Is there a statute of limitations for poaching?
You see, one of my interests is carnivorous plants, and I’m particularly fond of pitcher plants in the genus Sarracenia. (Proof: I own Sarracenia.com!) These plants are easy to grow, and there’s a large horticultural community that loves them. They’re great plants — dramatic, showy, and just plain cool.
Unfortunately, some species are crushingly rare in the wild. The Nature Conservancy, other conservation organizations, and state agencies have preserves where these rare plants are protected.
While you might think that the community of pitcher plant growers would be tightly allied with the conservation workers, it just ain’t so. Why? Because a small fraction of growers poach plants from the wild, earning the ire and mutual distrust by everyone to everyone.
This is where it gets really interesting, at least from an ethical point of view. One of the really rare species, Sarracenia jonesii, has a mutant form that does not have red pitchers like all the others do — instead, its pitchers are bright lime green.
Horticulturists wet themselves at the sight. Poachers have been so busy stealing this mutant from the wild that they have poached it out of existence. Now, it can only be found in plant collections.
Like all other pitcher plants, Sarracenia jonesii is fairly easy for the specialist to grow and propagate. I frequently see it for sale by private horticulturists, nurseries and even in gift shops at botanical conservatories. Setting aside for the moment the issue of permits (it is illegal to sell S. jonesii across state lines without Fish & Wildlife permits), I ask you…do the descendants of plants poached from the wild ever lose the taint of their unethical ancestry?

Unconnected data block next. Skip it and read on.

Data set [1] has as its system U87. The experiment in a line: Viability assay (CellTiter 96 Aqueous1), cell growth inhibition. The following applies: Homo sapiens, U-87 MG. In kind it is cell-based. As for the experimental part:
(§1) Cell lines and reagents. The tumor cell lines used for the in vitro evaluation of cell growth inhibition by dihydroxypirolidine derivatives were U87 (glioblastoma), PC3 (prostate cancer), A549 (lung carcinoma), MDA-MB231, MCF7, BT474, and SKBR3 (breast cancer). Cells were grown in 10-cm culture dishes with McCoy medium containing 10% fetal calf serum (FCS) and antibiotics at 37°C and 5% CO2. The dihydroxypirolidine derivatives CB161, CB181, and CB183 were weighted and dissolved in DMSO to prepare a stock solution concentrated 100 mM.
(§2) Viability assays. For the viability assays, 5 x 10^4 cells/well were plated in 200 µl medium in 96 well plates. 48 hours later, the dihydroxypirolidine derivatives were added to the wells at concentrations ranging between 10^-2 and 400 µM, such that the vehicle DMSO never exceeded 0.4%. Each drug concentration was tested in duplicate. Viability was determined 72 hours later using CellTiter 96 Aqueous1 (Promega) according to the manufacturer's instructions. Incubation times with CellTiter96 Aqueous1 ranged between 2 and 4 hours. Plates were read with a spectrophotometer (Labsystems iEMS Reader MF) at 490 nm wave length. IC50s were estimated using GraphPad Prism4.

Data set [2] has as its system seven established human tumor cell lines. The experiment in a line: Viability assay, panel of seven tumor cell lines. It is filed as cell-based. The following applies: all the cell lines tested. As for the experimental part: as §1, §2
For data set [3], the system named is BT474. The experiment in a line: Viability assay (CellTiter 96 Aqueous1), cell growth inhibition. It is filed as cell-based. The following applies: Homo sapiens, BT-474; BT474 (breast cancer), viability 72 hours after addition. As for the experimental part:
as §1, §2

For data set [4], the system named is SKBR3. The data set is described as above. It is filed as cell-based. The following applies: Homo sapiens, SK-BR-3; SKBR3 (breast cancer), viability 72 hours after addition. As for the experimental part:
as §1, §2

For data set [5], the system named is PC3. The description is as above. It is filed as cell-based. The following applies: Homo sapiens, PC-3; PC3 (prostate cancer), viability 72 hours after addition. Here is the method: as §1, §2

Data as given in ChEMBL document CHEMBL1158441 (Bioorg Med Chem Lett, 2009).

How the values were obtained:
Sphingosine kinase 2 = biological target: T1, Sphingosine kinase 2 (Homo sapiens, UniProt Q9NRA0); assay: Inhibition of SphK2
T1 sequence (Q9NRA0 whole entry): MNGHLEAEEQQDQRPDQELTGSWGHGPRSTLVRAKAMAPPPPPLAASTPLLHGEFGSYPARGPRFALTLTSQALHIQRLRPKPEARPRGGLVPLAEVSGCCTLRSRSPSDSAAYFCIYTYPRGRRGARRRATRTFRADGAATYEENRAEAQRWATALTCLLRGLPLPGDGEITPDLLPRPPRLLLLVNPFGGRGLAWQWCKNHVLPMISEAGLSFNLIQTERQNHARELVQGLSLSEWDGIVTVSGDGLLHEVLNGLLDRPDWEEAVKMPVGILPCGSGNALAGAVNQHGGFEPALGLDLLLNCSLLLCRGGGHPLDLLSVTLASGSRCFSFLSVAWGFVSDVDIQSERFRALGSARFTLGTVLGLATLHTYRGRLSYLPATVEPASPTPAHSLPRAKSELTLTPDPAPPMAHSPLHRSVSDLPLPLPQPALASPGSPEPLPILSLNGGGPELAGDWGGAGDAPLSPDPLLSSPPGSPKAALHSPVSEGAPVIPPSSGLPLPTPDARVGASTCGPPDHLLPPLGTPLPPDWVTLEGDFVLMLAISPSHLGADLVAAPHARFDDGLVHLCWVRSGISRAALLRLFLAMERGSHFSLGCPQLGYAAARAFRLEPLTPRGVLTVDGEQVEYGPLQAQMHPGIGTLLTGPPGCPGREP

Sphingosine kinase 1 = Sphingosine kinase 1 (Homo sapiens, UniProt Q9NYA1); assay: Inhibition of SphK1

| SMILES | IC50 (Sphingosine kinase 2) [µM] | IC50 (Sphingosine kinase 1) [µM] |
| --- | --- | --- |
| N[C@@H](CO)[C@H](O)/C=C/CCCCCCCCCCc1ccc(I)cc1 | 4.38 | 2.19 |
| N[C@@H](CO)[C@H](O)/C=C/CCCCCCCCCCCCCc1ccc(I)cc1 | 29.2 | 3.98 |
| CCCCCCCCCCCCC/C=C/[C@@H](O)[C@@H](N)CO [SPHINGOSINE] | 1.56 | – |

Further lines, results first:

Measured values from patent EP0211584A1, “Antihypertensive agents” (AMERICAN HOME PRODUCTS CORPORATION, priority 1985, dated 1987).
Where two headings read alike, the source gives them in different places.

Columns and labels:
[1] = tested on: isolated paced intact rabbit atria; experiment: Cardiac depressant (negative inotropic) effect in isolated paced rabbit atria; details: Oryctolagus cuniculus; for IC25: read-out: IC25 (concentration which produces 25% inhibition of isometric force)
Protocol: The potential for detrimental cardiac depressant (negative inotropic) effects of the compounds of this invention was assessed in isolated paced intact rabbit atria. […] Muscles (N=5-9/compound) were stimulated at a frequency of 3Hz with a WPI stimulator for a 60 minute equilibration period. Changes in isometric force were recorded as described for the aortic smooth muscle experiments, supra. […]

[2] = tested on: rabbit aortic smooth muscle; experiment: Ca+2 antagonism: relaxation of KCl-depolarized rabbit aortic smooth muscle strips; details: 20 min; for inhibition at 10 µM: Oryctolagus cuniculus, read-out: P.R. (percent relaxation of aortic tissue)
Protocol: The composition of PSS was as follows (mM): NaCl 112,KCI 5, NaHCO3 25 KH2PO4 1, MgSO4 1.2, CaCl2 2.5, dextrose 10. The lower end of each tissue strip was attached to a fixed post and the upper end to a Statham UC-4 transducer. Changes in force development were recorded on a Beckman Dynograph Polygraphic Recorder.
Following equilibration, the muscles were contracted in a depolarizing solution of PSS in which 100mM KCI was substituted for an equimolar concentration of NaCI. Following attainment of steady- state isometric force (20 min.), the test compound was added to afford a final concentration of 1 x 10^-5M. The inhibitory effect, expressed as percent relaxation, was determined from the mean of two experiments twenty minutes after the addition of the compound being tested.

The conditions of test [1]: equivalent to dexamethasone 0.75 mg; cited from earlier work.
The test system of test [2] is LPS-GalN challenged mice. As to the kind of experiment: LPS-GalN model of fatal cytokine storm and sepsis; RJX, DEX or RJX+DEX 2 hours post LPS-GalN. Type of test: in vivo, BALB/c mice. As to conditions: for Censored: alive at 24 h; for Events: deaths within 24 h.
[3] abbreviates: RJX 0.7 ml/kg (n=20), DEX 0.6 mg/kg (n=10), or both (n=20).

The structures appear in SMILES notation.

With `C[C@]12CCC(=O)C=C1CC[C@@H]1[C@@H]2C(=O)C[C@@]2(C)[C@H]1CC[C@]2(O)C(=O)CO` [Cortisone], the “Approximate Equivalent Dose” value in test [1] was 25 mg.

I help manage a university collection of carnivorous plants, and a visitor recently offered to give our collection a specimen of the mutant Sarracenia jonesii. The plant was a division from a seedling the grower had created by self-pollinating his own plant, which in turn he had originally bought from the gift shop at a botanical garden in Georgia. He had records documenting all this.
The plant is beautiful. But I know — I know in my heart — that this plant is the descendent of a plant that came to cultivation by the actions of some jerk who jumped a fence and dug a plant from the wild.
So my question du jour is: Do these plants ever become “clean”? Or should they forever be considered ethically unacceptable?
I will decline stating whether I accepted the plant for the university.
(Image: Sarracenia pupurea subsp. purpurea in Canada. Credit: Barry Rice.)